Tue, 05/19/2020 —
LAWRENCE – Kevin Willmott loves “Blazing Saddles” and thinks Mel Brooks’ 1974 comedy about racism in the Wild West still holds up. Not that Hollywood would finance or the public would accept such a film from a white man today, he asserts.
That’s why the University of Kansas professor of film & media studies and his fellow African American film professor (New York University) and writing partner Spike Lee make movies like “BlacKkKlansman.” They believe African Americans must tell their own stories.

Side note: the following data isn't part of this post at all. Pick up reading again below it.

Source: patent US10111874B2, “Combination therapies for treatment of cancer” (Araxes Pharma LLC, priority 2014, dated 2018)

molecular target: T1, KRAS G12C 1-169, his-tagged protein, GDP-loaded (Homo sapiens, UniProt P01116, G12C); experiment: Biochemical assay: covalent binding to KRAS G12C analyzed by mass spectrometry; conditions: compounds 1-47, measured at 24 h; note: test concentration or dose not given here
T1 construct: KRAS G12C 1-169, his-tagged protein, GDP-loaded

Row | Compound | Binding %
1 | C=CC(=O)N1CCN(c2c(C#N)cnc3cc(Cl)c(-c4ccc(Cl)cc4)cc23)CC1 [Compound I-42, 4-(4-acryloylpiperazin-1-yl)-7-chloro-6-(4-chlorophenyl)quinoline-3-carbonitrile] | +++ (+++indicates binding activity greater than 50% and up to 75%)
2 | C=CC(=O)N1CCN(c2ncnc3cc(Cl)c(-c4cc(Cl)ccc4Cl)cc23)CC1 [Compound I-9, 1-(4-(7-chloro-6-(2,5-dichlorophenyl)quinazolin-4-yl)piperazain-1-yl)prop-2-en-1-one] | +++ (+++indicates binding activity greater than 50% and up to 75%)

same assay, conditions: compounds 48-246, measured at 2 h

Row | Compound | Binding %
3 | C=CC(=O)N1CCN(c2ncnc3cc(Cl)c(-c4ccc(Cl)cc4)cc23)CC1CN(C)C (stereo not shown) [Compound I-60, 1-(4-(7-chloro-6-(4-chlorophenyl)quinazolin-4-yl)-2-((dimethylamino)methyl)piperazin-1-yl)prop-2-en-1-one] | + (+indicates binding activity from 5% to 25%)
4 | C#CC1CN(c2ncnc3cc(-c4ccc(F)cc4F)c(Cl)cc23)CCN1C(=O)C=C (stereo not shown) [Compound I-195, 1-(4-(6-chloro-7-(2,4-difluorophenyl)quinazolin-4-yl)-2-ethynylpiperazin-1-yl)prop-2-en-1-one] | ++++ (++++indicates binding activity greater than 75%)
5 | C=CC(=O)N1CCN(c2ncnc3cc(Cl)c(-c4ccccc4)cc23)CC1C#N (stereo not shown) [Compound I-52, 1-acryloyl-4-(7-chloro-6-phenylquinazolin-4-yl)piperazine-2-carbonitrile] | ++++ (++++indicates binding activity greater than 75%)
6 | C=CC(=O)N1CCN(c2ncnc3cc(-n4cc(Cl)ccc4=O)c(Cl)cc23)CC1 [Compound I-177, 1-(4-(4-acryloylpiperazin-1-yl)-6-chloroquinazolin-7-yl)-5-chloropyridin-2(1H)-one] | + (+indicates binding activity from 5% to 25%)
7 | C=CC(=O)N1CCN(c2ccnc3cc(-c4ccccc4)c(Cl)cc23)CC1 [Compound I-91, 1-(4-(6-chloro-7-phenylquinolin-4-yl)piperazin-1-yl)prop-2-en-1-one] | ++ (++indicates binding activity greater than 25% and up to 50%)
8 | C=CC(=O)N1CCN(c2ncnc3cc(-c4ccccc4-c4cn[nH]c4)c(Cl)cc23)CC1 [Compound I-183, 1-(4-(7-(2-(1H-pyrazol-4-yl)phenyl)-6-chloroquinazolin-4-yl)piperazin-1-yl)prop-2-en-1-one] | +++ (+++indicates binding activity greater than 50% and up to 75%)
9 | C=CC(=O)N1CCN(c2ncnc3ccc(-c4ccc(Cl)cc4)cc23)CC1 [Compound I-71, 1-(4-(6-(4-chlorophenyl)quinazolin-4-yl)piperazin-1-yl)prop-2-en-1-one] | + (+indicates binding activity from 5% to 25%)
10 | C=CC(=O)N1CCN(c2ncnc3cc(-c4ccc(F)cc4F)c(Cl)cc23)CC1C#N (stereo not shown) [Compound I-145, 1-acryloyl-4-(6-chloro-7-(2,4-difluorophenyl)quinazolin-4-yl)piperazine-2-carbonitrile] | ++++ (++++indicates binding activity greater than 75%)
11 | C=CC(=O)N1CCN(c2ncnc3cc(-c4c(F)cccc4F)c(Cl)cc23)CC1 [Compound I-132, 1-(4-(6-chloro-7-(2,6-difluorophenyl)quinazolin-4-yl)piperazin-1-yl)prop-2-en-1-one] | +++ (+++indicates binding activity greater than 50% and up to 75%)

Willmott and Lee shared the Best Adapted Screenplay Oscar for 2018’s “BlacKkKlansman,” and they are already generating Oscar buzz for their next collaboration, “
Mon, 05/18/2020 —
LAWRENCE – More than a century ago, before the Great War and long before Hitler’s rise to power, Austrian writer and satirist Karl Kraus (1874-1936) was calling out the danger that “fake news” could drag a nation into unnecessary military conflict and ruin.
In that sense, he was one of the first media critics, forming his own magazine, The Torch (Die Fackel), mainly to criticize the dominant and later belligerent narratives pushed by his nation’s leading news outlets.
It was just one of the prophecies from Kraus that came to pass and that are reviewed in-depth in a new monograph titled “Karl Kraus and the Discourse of Modernity” (Northwestern University Press)